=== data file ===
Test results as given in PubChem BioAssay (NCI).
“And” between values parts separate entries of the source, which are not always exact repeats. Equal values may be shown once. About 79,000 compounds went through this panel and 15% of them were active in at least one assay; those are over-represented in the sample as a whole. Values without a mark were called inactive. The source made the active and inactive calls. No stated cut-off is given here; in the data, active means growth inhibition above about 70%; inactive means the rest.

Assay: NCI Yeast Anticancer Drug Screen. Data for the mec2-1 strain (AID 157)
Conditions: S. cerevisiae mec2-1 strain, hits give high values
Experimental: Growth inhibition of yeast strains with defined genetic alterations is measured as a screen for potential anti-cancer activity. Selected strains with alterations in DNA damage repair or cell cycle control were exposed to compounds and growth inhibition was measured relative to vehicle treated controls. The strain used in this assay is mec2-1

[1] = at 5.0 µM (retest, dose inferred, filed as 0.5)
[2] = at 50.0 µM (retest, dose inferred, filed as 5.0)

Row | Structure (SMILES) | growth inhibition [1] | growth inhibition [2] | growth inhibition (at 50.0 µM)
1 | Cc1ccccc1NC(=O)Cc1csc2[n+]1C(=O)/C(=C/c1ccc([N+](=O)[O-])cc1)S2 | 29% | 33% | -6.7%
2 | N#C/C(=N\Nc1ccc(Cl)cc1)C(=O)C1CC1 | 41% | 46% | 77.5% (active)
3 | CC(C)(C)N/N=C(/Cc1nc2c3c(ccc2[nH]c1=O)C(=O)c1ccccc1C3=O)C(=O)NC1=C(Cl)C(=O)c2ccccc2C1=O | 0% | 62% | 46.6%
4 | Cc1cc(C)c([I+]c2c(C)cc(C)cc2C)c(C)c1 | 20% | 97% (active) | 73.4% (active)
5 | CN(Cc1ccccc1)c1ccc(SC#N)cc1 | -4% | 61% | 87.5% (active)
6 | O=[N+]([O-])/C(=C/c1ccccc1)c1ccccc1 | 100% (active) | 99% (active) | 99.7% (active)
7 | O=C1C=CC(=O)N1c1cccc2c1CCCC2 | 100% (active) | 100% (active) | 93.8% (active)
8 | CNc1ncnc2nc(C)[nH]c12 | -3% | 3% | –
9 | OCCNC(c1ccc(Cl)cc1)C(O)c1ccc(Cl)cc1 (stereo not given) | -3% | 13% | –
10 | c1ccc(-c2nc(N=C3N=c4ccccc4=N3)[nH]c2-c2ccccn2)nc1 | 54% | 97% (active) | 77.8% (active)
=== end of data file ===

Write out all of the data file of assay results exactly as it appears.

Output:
Test results as given in PubChem BioAssay (NCI).
“And” between values parts separate entries of the source, which are not always exact repeats. Equal values may be shown once. About 79,000 compounds went through this panel and 15% of them were active in at least one assay; those are over-represented in the sample as a whole. Values without a mark were called inactive. The source made the active and inactive calls. No stated cut-off is given here; in the data, active means growth inhibition above about 70%; inactive means the rest.

Assay: NCI Yeast Anticancer Drug Screen. Data for the mec2-1 strain (AID 157)
Conditions: S. cerevisiae mec2-1 strain, hits give high values
Experimental: Growth inhibition of yeast strains with defined genetic alterations is measured as a screen for potential anti-cancer activity. Selected strains with alterations in DNA damage repair or cell cycle control were exposed to compounds and growth inhibition was measured relative to vehicle treated controls. The strain used in this assay is mec2-1

[1] = at 5.0 µM (retest, dose inferred, filed as 0.5)
[2] = at 50.0 µM (retest, dose inferred, filed as 5.0)

Row | Structure (SMILES) | growth inhibition [1] | growth inhibition [2] | growth inhibition (at 50.0 µM)
1 | Cc1ccccc1NC(=O)Cc1csc2[n+]1C(=O)/C(=C/c1ccc([N+](=O)[O-])cc1)S2 | 29% | 33% | -6.7%
2 | N#C/C(=N\Nc1ccc(Cl)cc1)C(=O)C1CC1 | 41% | 46% | 77.5% (active)
3 | CC(C)(C)N/N=C(/Cc1nc2c3c(ccc2[nH]c1=O)C(=O)c1ccccc1C3=O)C(=O)NC1=C(Cl)C(=O)c2ccccc2C1=O | 0% | 62% | 46.6%
4 | Cc1cc(C)c([I+]c2c(C)cc(C)cc2C)c(C)c1 | 20% | 97% (active) | 73.4% (active)
5 | CN(Cc1ccccc1)c1ccc(SC#N)cc1 | -4% | 61% | 87.5% (active)
6 | O=[N+]([O-])/C(=C/c1ccccc1)c1ccccc1 | 100% (active) | 99% (active) | 99.7% (active)
7 | O=C1C=CC(=O)N1c1cccc2c1CCCC2 | 100% (active) | 100% (active) | 93.8% (active)
8 | CNc1ncnc2nc(C)[nH]c12 | -3% | 3% | –
9 | OCCNC(c1ccc(Cl)cc1)C(O)c1ccc(Cl)cc1 (stereo not given) | -3% | 13% | –
10 | c1ccc(-c2nc(N=C3N=c4ccccc4=N3)[nH]c2-c2ccccn2)nc1 | 54% | 97% (active) | 77.8% (active)